Besides his day job (no, calling) as a teacher, he was also an excellent sports administrator. Ask any Square Hill Cricket Club member, any umpire at any level and those who paved the way to making sport an integral part of our struggle.
After he left EC School (closed due to Group Areas Act) he went to teach at Square Hill Primary, close to his home. He was, in the 1970's, the secretary of the Western Province Umpires Association. When umpiring, he was always impeccably dressed and wore those white lab coats that umpires used to wear and a hat. Always on the 'A' field at William Herbert.
In 1970, the ICC voted to suspend South Africa from international Cricket indefinitely because of the government's apartheid policy. Under this policy South Africa would play only against white nations (England, Australia, New Zealand), and field only white players. This was called the period of sports isolation. The IOC had banned SA from participating in the 1970 Olympics and FIFA in 1963. After there was a flurry of schemes by the South African Cricket Association that were hatched to circumvent the ICC boycott so that that Barry Richards, Mike Proctor, Graham Pollock and the like would not lose out. Mr Farrell was the first person to 'nail his colours" to the mast that stood in strong opposition to these tours and ultimately to apartheid. His actions drew the ire of the government.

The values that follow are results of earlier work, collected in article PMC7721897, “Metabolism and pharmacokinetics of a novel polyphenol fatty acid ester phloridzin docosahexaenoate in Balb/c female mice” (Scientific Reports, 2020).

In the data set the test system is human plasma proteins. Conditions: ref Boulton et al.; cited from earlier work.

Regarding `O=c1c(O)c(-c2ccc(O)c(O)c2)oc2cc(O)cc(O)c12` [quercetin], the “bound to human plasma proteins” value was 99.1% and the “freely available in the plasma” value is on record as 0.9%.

Just before Xmas in 1981 Mr Farrell received a letter from the minister of Coloured Affairs, Chris Heunis, informing him of his posting to a school in Sutherland, 300km from his home. In his letter Heunis advised Mr Farrell that he would never be allowed to teach at a school in a metropolitan area. He taught for 3 months and left because, inter alia, he was responsible for getting the children ready because the baas was coming to pick the children up (supposedly to work on his farm).
He returned to Cape Town, gave up teaching and cut ties with cricket. Its practices were at odds with his principles and were starting to act in favour of the very thing he opposed and was censured for. He found a job at Kentucky Fried Chicken selling fried chicken. I bumped into him in Johannesburg in the mid 1990's. He still working for KFC, still soft spoken, principled and the most decent bloke. He still wore a tie in the store.
I cringe when I watch cricket being played at Wanderers and I see Joe Pamenski sitting in the Presidents box. And I think to myself, You actively worked with the apartheid government to get around the sports boycotts. Your name came up when the Special Branch started paying attention to the administrators of our swimming association. You sit there like royalty, wallowing in your privilege. A few miles away Vincent Farrell used to slave in fried chicken store because he had the balls to put a spanner in your sanction busting works.
We the evicted people from Simon's Town will remember Vincent Farrell.